And nowe because we have sufficiently spoken, (though not so much as you desire) touching the regard of the person, for that our spéeche hath reference as well to Maydens as men Servaunts, and because there hath béene nothing left out that belongeth to a Husband, a Maister, or a Housekeeper: I thinke it requisite to come to that, which we devised and devided for the second part of our discourse: that is, of Wealth or substance, wherein we wil effectually make mention of the duetie of a Huswife, and of womens busines. The care of wealth or substance, as we said before, is imployed toConservation andEncrease, and is devided betwixt the Master and Mistresse, because the encrease is as proper to the Maister, as the keeping to the Mistresse, howbeit to him (that perticulerly considereth the care of the encrease) it is proper to the Maister, and the other common, whatsoever others heertofore have spoken to this purpose. But forasmuch as nothing can be encreased that is not first, and wholy kept togeather: the Housekeeper that is desirous to preserve his wealth, should perticulerly know the quallitie, and quantity of his revenues and expences, wherewith he is to keepe his house, and to maintaine his family with credit, and (measuring the manner of his revenewes, with the issue of his[Page]charges) so to live, as his expence may proove the least, making that proportion with his comings in, as foure to eight, or sixe at least, for he that spends as much, as he receives of his possessions, cannot recover those losses, which by chaunce or Fortune may betide him: as by fires, tempests, inundations, & other such, nor supply the necessity of some expence, which (béeing accidentall) cannot be provided for. Furthermore, (to be certified of his substance, and the value of his riches) it be hooves that he himselfe have séene, and measured his possessions, even with those compasses, which gave begining to GeometryinEgypt; which though they be divers according to the variety of Countreys, is (notwithstanding) no occasion ofsubstantiall difference; it also behooveth that he knowe, that what he reapes be aunswerable unto that he sowed, and with what proportion, the earth restoreth that which it receiveth: and as requisit it is, that hee take ye like notice of all whatsoever els belongeth, to husbandry or grazing, and no lesse to harken after the prices, that are sette by publique Magistrates, or by consent of Marketfolks within the Countrey where he dwelleth, then to be enformed how they buy or sell inTuryno, Myllan, Lyons, or Venice,wherof (béeing well advertised and instructed) he cannot be deceived by his Bailiesfe, béeing a Husbandman, or abused by his Factor béeing a Merchaunt. But forasmuch as I have said, that he ought to be advised, both of the quantity and quallitie, of that which he possesseth: (I call not onely that Quantitie which is measured by Geometrie, as are Fields, Medowes, Woods, or that which is accustomd to be numbred by Algorisme, as Flocks and Heards, but that which is accounted as gold or silver coyned) for (in the quadering and making even of the enteries, with the expences) no quantity is more to be considered, then that of money, which may bee gathered and received of Rent, and such like revenewes, which is often chaunging and incertaine: for Landes are not alwaies let at one rate, their price and profits rise and fall as other meane things, or things of more account.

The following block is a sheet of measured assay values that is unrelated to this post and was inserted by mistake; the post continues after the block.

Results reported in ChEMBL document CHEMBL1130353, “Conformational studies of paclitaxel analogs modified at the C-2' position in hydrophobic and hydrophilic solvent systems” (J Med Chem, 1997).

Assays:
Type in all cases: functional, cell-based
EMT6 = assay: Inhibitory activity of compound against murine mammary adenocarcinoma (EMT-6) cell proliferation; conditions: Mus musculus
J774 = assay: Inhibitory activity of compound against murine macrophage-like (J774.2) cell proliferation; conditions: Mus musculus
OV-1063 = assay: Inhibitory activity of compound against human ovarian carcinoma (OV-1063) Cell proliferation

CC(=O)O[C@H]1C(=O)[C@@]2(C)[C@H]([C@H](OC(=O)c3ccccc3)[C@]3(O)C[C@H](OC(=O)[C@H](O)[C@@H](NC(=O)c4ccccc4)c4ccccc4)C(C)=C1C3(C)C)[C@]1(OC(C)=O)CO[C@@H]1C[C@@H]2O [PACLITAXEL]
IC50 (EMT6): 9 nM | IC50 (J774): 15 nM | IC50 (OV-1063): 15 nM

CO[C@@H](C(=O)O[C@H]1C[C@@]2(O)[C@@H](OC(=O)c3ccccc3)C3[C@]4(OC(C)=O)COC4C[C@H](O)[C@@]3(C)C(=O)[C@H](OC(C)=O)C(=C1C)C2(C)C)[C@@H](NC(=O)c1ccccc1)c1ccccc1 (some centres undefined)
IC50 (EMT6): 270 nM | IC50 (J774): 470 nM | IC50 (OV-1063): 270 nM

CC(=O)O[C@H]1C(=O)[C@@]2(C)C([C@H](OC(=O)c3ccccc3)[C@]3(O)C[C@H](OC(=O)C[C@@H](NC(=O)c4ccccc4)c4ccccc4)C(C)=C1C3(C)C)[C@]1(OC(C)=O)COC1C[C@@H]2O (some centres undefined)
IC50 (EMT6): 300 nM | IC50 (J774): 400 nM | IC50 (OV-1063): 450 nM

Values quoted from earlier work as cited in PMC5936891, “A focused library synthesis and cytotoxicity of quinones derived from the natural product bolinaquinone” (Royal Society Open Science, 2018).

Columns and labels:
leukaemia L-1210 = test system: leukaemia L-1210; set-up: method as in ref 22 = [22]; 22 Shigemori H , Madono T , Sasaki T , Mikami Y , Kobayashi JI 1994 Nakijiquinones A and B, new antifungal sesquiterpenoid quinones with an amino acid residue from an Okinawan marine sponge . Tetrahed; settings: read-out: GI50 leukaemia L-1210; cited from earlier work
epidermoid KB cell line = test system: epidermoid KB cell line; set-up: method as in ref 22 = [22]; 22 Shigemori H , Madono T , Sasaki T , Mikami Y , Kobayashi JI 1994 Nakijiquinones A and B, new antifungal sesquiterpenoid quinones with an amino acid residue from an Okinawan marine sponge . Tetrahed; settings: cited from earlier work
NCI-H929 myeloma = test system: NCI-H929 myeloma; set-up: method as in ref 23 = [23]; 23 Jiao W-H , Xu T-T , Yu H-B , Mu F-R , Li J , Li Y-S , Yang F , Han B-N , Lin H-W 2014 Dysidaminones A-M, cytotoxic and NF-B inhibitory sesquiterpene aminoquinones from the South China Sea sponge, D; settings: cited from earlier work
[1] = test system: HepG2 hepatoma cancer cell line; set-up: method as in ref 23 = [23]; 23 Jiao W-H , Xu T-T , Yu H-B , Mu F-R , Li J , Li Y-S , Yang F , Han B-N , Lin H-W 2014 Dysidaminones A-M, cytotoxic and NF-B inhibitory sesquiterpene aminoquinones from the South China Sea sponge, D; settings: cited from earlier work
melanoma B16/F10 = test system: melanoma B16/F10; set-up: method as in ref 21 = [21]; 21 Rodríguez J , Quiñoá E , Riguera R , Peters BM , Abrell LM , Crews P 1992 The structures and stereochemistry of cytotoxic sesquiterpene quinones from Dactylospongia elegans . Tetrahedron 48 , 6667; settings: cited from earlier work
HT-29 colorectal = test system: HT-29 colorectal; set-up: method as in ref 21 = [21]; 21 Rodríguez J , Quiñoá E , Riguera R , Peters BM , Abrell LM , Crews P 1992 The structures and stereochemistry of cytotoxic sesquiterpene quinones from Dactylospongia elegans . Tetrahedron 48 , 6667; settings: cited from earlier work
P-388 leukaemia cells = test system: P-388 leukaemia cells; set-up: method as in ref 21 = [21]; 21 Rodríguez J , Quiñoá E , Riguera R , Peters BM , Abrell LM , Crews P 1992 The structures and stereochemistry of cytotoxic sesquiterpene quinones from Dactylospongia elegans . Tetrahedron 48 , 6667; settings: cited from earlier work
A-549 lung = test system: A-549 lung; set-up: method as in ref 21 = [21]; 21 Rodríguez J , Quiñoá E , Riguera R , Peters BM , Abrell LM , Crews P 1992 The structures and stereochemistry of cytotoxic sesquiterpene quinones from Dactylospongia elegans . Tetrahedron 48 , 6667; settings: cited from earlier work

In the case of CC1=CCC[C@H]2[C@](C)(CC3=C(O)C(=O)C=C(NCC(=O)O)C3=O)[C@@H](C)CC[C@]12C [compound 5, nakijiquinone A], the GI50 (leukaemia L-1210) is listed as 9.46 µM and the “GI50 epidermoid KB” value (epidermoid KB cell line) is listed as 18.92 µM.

In [Page 19] which incertainty and variable state of thinges, a good Husbands judgment, experience, & dilligence so much prevailes, as not only is sufficient to preserve, but to encrease his substance, which béeing in the manurance and handling of an ignorant, or overwéener, dooth not onely decrease, but perisheth.